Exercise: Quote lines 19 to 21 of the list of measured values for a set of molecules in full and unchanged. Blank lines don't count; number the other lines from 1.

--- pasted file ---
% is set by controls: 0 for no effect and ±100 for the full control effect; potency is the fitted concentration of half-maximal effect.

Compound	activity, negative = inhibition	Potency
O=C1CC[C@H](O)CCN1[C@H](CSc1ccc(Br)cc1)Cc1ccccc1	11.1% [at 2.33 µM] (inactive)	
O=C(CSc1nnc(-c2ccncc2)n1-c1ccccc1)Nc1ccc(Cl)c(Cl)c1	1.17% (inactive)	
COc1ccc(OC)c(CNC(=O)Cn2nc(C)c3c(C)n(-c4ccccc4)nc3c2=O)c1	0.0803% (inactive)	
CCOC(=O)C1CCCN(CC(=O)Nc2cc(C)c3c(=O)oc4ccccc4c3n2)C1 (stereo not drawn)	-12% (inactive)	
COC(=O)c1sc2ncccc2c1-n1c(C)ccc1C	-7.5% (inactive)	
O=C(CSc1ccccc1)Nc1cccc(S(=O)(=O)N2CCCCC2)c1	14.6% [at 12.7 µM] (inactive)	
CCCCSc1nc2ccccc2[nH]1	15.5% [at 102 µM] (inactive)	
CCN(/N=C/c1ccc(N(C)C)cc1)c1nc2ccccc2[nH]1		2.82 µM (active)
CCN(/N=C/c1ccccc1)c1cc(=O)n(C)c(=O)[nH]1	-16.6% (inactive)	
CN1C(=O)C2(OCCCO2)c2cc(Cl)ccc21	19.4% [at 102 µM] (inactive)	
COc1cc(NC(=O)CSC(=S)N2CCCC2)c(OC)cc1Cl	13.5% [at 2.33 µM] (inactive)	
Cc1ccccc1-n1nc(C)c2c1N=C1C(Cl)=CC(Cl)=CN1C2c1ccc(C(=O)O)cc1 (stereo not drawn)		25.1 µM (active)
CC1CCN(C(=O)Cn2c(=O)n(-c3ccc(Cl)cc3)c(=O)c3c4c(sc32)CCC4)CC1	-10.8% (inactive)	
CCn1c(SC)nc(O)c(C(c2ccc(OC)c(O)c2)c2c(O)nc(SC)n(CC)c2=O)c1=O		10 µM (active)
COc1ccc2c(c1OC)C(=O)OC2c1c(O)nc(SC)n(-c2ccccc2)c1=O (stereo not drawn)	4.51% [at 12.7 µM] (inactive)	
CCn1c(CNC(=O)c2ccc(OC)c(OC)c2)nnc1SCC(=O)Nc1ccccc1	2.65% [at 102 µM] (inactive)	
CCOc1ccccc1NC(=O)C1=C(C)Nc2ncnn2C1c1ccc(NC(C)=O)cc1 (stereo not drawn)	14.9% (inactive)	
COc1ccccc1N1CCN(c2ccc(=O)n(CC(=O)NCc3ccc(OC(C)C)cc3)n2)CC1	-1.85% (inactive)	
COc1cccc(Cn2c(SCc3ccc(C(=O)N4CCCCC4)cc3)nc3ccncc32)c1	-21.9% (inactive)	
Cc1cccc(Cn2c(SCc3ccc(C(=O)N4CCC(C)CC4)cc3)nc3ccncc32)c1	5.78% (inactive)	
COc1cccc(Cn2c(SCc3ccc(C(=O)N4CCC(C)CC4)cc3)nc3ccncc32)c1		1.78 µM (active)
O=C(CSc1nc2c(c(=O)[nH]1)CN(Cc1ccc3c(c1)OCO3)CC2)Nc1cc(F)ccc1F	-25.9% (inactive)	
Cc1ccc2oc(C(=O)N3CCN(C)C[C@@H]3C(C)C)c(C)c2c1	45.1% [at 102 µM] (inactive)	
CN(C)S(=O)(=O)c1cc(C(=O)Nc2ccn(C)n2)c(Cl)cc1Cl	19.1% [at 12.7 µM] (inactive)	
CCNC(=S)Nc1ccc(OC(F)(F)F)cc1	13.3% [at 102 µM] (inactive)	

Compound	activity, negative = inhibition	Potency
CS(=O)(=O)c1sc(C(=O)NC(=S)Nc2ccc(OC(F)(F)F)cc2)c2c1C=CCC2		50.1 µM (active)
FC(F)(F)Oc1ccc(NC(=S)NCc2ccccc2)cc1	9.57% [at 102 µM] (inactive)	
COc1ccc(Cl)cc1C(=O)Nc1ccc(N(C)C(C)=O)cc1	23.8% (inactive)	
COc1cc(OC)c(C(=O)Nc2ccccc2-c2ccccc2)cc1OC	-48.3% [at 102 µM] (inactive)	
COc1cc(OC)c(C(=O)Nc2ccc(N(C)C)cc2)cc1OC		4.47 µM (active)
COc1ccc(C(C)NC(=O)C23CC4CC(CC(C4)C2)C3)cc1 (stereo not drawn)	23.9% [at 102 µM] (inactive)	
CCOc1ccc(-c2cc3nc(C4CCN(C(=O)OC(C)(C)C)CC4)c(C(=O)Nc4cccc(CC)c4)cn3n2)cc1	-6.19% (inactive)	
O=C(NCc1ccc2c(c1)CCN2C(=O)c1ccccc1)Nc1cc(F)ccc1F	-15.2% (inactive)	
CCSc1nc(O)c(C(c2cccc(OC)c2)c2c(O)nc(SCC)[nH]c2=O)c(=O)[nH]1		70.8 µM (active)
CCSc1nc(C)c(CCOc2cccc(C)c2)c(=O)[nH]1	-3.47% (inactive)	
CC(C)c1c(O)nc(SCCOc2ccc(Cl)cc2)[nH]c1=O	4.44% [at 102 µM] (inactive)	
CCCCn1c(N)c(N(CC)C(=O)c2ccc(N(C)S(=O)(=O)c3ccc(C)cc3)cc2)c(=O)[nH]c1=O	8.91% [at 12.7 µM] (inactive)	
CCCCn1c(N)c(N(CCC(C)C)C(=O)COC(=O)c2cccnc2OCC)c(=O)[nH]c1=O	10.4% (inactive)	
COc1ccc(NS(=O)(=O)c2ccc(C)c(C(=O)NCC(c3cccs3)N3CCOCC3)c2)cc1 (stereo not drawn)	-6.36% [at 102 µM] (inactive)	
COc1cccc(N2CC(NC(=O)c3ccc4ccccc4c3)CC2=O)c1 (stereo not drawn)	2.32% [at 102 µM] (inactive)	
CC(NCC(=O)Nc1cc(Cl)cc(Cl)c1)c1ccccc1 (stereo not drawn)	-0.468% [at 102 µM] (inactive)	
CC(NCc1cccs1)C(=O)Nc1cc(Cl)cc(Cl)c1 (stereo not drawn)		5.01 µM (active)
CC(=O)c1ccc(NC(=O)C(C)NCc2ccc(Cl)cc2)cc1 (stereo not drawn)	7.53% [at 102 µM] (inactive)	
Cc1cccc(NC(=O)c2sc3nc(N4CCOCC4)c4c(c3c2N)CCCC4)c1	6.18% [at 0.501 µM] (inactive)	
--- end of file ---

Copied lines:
CCOc1ccccc1NC(=O)C1=C(C)Nc2ncnn2C1c1ccc(NC(C)=O)cc1 (stereo not drawn)	14.9% (inactive)	
COc1ccccc1N1CCN(c2ccc(=O)n(CC(=O)NCc3ccc(OC(C)C)cc3)n2)CC1	-1.85% (inactive)	
COc1cccc(Cn2c(SCc3ccc(C(=O)N4CCCCC4)cc3)nc3ccncc32)c1	-21.9% (inactive)	